Tuesday, September 25, 2012

Marlborough Horse Trials

What a weekend!  The weather couldn't have been better; the footing was perfect; and Marlborough Horse Trials was glorious!  This was my first experience really being a part of the "behind the judges box and XC flags" team that puts on an event. Over the years, I've jump judged, scribed, ring stewarded - done all the critical jobs that let you show up, put in one heck of a long day, eat a free lunch, and go home.  As a new member of the Marlborough Horse Trials Board, I have a whole new appreciation for the incredible amount of work that goes into hosting an event.  Thankfully my job as Cross Country Chair let me do the bulk of my work over the past month, so when it came to showtime, I really enjoyed sitting back and watching it all fall into place!

The Beautiful Marlborough Horse Trials at Rosaryville Park.  Right to left - dressage rings, show jumping, and XC in the distance.

Golightly students Zoe Nardo on Rachel (just finishing their first Training level dressage test!), me, Kerry York and Atticus (who is finally able to RIDE her Training level dressage test and not just survive!) and Kirsten of Shear Convenience (braider extraordinaire!).

Show Jumping Field
Zoe & Kerry with Kirsten - while some horses get psyched up for jumping (Rachel), others take a power nap (Atticus)
The front pavilion field of the XC course.

I'm proud to report that Marlborough HT was not only a great event, but it was a great event for Golightly students too!  A huge congratulations to Kerry and Atticus for finishing 3rd in a very competitive Training level class!  And a big WOO HOO! to Zoe and Rachel who completed their first Training level event, without any drama (well, only a little drama in the last part of the dressage test, but at least it was only the last little bit that turned into "Rachel's dramatic interpretation of dressage"!!!).  WELL DONE LADIES!!!

The beautiful bank/hill combinations

Super cool volunteer hats this year!  Thanks Cosequin!  And a huge thanks to Patuxent Nursery for the amazing decorations found all over dressage, sj, and XC - fall is in the air!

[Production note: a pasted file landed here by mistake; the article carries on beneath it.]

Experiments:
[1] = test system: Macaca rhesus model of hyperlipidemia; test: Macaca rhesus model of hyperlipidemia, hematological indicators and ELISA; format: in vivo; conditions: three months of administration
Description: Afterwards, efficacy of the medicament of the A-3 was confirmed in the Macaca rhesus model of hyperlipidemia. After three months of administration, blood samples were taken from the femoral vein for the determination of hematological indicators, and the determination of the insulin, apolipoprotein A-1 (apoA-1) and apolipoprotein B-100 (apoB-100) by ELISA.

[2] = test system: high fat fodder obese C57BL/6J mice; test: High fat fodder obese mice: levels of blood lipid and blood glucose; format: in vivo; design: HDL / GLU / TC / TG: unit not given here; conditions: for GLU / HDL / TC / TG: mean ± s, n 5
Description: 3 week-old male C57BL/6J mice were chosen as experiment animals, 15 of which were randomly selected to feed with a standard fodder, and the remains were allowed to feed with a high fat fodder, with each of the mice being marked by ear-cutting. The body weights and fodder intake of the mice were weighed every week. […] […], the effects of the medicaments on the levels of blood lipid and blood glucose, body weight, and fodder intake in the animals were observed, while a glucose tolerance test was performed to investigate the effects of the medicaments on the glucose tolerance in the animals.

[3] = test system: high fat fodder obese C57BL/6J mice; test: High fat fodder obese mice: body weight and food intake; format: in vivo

When I agreed to serve as XC Chair, I thought the job description pretty much included one task: flag all jumps.  That didn't sound too hard.  What I've learned is: 1) it isn't easy; 2) a battery powered big screwdriver is your friend; 3) a truck full of volunteers is priceless; and 4) calculus did not prepare me for the complexities of counting from 1-20 (red flag, green flag, yellow flag, white flag... A,B,C, or one A and 2 Bs... and black flags too - I'm feeling there may be a Dr. Suess book in there someplace!).

And, sort of as a result of being the right/wrong person, in the right/wrong place, and the right/wrong time... my duties expanded in the matter of a moment when Roger Haller officially delegated responsibility for the Marlborough HT Introductory XC course design to me.  OH MY! My first chance to "design" a competition course... 10 jumps, max height 2'3".  The pressure was really on!  There was a bit of a pinch to find suitable obstacles, and Tyson Rementer (course builder) was so helpful in his creative use of logs luckily discovered here and there in the woods.  I would have liked to have done some things differently, and I hope I get the chance for a repeat design engagement next year - but the biggest thing I learned in course design this year: IF YOU THINK IT'S OBVIOUS WHAT A HORSE/RIDER WILL DO, IT'S NOT.  I've read countless accounts of Olympic riders "back in the day" who took it as a challenge to find clever (and ridiculous) short cuts (especially on roads and tracks) that the course designer had missed blocking off and that would give them seconds or minutes advantage.  I always laughed.  Until I watched the Intro horses ride on Sunday!!  Everything was going great, until I got back to the far field and realized that I had made a tiny error in judgement about 2 tiny gaps in the tree line.  Turned out, either one was usable both coming and going, and should the riders select the same path as one was coming and the other was going - agh!  Luckily, someone on our team had the foresight to recognize this little crink in my clever design plans and placed some galloping lane ropes around.  Mental note...  Intro horses and riders, not so much understand galloping lane ropes.  It was actually quite clever the way the navigated the ropes (a bit like a corn maze!), eventually found their way to the next jump from an entirely different direction than I had intended, and all riders safely avoided running into each other!  I've already made a note for improvements there next year!!!

Like any good "course designer", I was very excited to see how my course rode - did my 10 little jumps challenge in the right ways; did they reward in the right ways?  So, I headed out with my video camera to see how everything rode - and now, for all those who think you might consider entering Intro level next year at Marlborough Horse Trials...  here's a little taste of what to expect -

And now for some real fun - my friend and fellow Board member, Diane Zrimsek aboard Lincoln, got a great helmet cam of the Training level course (and Diane came home with a pretty red ribbon at the end of the day - woo hoo!):


  1. I love the kid riding around intro with no stirrups - was that intentional? And I also love the how well the rider on the pinto in the intro video encouraged the horse to go into the water. So cute.

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